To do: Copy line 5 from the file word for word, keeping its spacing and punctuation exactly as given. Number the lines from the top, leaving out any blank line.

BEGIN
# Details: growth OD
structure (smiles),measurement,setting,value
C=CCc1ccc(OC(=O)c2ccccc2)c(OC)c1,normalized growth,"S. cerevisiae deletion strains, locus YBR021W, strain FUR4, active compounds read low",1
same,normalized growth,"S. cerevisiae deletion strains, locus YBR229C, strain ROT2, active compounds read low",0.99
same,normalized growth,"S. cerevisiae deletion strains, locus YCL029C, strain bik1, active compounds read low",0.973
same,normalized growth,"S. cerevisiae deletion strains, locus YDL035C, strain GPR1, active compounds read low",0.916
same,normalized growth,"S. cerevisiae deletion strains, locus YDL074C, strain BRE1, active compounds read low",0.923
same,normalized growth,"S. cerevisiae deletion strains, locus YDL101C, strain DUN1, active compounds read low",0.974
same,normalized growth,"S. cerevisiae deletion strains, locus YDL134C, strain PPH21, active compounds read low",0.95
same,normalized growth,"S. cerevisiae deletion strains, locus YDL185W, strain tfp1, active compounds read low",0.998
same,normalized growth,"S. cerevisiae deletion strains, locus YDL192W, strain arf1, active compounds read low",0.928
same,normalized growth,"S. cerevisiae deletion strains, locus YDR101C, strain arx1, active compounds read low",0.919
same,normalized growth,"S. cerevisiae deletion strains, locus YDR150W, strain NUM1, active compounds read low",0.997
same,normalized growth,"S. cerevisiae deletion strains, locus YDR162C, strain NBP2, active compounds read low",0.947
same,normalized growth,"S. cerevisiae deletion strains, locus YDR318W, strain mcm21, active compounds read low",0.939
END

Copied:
same,normalized growth,"S. cerevisiae deletion strains, locus YCL029C, strain bik1, active compounds read low",0.973